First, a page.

No, "Phantom Vibrations" are not a terrible "Beach Boys Meet the Munsters Cover Tribute Band."
Alexis Madrigal and Robinson Meyer
You're sitting at work. Your phone vibrates in your pocket. As you reach for it, you look up... and see your phone, sitting on the table.
You just experienced a phantom vibration.
A new study was released this week on the phenomenon. Led by IU-PU Fort Wayne's Michelle Drouin, it was published in the journal of Computers in Human Behavior. It's only the third study on this new phenomenon of the mobile age, so we can fairly say that these are the eleven things we know about phantom vibrations:
1. Many, many people experience phantom vibrations. 89 percent of the undergrad participants in this current study had felt phantom vibrations. In the two other studies on this in the literature -- a 2007 doctoral thesis, which surveyed the general population, and a 2010 survey of staff at a Massachusetts hospital -- majorities of participants experienced phantom vibrations.
2. They happen pretty often. The survey of undergrads and medical professionals agree: about ten percent experience phantom vibrations every day. 88 percent of the doctors, specifically, felt vibrations between a weekly and monthly basis.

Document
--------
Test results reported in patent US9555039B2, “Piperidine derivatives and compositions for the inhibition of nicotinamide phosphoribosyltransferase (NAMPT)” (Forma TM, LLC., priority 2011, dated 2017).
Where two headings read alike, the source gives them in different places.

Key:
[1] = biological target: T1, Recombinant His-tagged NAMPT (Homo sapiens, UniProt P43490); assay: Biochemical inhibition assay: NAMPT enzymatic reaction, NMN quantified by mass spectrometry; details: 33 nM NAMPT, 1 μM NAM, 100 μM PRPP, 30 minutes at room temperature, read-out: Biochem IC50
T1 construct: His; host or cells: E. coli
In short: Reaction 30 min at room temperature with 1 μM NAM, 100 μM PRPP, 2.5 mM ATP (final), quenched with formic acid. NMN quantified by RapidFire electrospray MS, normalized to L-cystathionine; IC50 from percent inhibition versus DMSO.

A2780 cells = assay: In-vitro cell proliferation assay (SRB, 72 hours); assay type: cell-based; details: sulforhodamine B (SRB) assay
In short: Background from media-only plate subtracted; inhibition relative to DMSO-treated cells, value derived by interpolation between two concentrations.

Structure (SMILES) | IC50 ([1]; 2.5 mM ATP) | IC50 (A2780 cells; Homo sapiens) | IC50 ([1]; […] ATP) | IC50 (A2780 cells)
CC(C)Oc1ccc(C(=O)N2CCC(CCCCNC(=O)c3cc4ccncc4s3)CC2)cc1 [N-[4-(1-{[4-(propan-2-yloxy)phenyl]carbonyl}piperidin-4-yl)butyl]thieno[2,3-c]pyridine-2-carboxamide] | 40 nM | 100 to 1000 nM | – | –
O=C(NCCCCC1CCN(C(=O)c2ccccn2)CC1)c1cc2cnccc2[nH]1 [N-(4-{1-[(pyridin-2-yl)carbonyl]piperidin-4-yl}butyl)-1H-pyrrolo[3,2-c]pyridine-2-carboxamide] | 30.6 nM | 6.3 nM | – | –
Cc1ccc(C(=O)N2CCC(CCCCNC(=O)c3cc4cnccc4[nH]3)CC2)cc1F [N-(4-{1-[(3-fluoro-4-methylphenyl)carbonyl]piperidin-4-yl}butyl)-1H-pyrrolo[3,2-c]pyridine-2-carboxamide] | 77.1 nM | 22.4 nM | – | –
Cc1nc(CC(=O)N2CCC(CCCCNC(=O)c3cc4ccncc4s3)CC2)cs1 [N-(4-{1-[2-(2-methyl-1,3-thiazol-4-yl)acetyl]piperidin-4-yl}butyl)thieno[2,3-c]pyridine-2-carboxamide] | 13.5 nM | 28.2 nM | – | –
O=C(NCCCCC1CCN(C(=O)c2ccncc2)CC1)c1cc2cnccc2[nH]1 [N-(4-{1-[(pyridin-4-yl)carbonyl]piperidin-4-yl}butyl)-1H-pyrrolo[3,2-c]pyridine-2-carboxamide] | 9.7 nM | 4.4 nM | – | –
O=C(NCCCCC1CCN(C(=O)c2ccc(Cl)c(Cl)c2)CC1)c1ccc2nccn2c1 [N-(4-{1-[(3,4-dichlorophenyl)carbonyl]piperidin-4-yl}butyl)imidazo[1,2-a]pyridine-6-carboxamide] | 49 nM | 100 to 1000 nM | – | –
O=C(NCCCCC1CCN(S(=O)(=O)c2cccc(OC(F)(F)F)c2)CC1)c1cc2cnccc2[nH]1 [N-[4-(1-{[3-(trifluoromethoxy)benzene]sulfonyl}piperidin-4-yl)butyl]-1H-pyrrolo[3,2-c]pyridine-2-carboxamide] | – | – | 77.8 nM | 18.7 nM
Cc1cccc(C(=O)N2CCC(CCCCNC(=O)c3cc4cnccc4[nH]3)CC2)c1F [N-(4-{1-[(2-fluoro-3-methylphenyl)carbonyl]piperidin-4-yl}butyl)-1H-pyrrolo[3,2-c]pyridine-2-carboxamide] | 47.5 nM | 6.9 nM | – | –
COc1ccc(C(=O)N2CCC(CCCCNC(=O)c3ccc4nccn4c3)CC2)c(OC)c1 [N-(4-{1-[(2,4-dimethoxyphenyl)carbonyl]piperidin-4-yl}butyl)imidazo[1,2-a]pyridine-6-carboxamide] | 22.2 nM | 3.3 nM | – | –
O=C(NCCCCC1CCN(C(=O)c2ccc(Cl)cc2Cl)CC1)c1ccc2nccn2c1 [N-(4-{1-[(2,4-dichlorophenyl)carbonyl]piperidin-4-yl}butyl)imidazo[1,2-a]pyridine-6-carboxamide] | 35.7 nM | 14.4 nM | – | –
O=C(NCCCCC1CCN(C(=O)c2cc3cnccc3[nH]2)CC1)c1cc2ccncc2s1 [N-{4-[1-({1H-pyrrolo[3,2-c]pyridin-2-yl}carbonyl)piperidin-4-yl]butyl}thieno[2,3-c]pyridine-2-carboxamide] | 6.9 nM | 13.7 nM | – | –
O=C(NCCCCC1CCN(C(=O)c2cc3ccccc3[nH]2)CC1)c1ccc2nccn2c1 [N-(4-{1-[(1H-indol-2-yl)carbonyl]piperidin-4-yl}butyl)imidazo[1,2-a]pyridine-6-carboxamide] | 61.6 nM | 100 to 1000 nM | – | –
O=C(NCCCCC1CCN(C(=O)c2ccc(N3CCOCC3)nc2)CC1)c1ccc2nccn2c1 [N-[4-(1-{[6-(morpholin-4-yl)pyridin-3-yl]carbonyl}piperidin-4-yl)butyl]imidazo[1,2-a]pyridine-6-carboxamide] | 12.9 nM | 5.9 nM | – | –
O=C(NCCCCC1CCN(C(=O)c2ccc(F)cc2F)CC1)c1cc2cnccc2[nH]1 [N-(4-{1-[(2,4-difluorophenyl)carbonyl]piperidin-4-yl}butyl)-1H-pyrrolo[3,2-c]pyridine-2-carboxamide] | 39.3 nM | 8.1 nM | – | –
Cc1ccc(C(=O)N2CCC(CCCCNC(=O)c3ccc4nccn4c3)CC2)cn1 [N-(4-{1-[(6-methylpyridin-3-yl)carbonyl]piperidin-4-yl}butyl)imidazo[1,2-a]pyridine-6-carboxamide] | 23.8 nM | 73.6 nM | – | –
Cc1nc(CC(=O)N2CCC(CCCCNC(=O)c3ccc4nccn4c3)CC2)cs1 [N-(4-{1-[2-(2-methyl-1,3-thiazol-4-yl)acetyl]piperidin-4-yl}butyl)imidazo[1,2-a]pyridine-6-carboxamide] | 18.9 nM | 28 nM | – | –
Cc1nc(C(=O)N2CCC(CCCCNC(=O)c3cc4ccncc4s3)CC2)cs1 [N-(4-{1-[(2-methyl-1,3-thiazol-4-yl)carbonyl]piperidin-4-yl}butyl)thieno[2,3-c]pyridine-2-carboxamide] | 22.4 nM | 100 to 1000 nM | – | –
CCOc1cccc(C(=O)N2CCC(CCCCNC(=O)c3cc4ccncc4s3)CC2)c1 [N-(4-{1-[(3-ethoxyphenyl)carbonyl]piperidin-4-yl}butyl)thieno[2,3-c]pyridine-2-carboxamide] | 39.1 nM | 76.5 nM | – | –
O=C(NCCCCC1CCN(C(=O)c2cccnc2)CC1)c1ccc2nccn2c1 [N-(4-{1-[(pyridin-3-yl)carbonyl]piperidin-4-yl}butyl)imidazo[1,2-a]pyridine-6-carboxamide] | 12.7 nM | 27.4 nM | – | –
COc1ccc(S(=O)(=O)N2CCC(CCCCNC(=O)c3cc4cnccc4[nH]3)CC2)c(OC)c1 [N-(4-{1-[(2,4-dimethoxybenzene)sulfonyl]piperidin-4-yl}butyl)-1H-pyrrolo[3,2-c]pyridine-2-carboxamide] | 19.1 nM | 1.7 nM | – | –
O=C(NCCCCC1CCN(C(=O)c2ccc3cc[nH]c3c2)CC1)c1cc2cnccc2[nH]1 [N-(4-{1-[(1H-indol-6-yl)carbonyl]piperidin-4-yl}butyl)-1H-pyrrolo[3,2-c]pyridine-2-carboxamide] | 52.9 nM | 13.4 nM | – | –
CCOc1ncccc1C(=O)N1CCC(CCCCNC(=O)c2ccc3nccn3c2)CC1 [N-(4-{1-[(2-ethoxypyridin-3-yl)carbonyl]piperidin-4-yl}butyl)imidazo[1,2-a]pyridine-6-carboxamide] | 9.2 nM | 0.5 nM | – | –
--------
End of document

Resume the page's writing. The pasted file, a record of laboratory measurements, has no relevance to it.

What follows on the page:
3. If you use your phone more, you're more likely to feel phantom vibrations. The 2007 graduate study found that people who heard phantom rings roughly used twice as many minutes and sent five times as many texts as those who didn't.
4. No one's really bothered by them. 91 percent of the kids in this new study said the vibrations bothered them "a little" to "not at all." 93 percent of the hospital workers felt similarly, reporting themselves "slightly" to "not at all" bothered. But this is where age differences start kicking in, because:
5. Among those surveyed, working adults try to end the vibrations much more often than undergrads. More than eighty percent of the undergrads made no attempt to stop phantom vibrations. This doesn't match the hospital workers's number at all: almost two-thirds of them tried to get the vibrations to stop (and a majority of that set succeeded, though the sample gets so small lessons become unclear).
7. If you react strongly and emotionally to texts, you're more likely to experience phantom vibrations. Droulin's study found that a strong emotional reaction predicted how bothersome one finds phantom vibrations. Emotional reactions to texts have been researched before: in a 2008 study of Japanese high school students, it was found to be a key factor in text message dependence.
8. And that strong emotional reaction means personality traits given to emotional reactions correlate with increased phantom vibrations. People who react more emotionally to social stimuli of any type will react more emotionally to social texts. And people who react more emotionally to social stimuli can be sorted into two large groups (with the usual attached caveats about the usefulness of psychological groups): extroverts and neurotics. But they can be sorted into these two huge groups for two totally different reasons.